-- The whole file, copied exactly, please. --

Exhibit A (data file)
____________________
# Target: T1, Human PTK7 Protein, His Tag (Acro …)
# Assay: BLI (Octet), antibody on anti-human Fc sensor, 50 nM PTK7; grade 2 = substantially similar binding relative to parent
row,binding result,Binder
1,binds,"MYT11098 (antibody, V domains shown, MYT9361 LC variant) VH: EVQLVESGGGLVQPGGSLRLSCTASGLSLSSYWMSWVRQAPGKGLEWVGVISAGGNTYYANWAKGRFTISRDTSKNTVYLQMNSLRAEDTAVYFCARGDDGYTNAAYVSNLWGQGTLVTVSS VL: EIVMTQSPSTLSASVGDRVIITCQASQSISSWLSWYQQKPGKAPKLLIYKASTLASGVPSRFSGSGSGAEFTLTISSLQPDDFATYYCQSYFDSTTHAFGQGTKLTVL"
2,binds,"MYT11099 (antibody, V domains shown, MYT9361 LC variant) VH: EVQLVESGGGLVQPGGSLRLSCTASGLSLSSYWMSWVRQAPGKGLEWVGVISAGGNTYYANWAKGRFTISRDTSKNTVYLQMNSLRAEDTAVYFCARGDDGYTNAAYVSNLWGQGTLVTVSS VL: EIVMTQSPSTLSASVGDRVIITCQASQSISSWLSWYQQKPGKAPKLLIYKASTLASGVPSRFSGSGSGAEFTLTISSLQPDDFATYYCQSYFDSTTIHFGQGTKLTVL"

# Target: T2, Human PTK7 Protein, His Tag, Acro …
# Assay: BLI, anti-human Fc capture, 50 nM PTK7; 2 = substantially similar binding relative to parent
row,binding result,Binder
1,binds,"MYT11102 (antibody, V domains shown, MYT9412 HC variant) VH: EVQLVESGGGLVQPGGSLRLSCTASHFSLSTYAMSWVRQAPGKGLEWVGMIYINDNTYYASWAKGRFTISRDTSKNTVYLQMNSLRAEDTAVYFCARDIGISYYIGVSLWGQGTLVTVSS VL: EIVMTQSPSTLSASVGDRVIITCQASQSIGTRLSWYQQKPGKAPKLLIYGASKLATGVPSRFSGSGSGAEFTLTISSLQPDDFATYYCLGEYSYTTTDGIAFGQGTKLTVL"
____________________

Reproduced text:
# Target: T1, Human PTK7 Protein, His Tag (Acro …)
# Assay: BLI (Octet), antibody on anti-human Fc sensor, 50 nM PTK7; grade 2 = substantially similar binding relative to parent
row,binding result,Binder
1,binds,"MYT11098 (antibody, V domains shown, MYT9361 LC variant) VH: EVQLVESGGGLVQPGGSLRLSCTASGLSLSSYWMSWVRQAPGKGLEWVGVISAGGNTYYANWAKGRFTISRDTSKNTVYLQMNSLRAEDTAVYFCARGDDGYTNAAYVSNLWGQGTLVTVSS VL: EIVMTQSPSTLSASVGDRVIITCQASQSISSWLSWYQQKPGKAPKLLIYKASTLASGVPSRFSGSGSGAEFTLTISSLQPDDFATYYCQSYFDSTTHAFGQGTKLTVL"
2,binds,"MYT11099 (antibody, V domains shown, MYT9361 LC variant) VH: EVQLVESGGGLVQPGGSLRLSCTASGLSLSSYWMSWVRQAPGKGLEWVGVISAGGNTYYANWAKGRFTISRDTSKNTVYLQMNSLRAEDTAVYFCARGDDGYTNAAYVSNLWGQGTLVTVSS VL: EIVMTQSPSTLSASVGDRVIITCQASQSISSWLSWYQQKPGKAPKLLIYKASTLASGVPSRFSGSGSGAEFTLTISSLQPDDFATYYCQSYFDSTTIHFGQGTKLTVL"

# Target: T2, Human PTK7 Protein, His Tag, Acro …
# Assay: BLI, anti-human Fc capture, 50 nM PTK7; 2 = substantially similar binding relative to parent
row,binding result,Binder
1,binds,"MYT11102 (antibody, V domains shown, MYT9412 HC variant) VH: EVQLVESGGGLVQPGGSLRLSCTASHFSLSTYAMSWVRQAPGKGLEWVGMIYINDNTYYASWAKGRFTISRDTSKNTVYLQMNSLRAEDTAVYFCARDIGISYYIGVSLWGQGTLVTVSS VL: EIVMTQSPSTLSASVGDRVIITCQASQSIGTRLSWYQQKPGKAPKLLIYGASKLATGVPSRFSGSGSGAEFTLTISSLQPDDFATYYCLGEYSYTTTDGIAFGQGTKLTVL"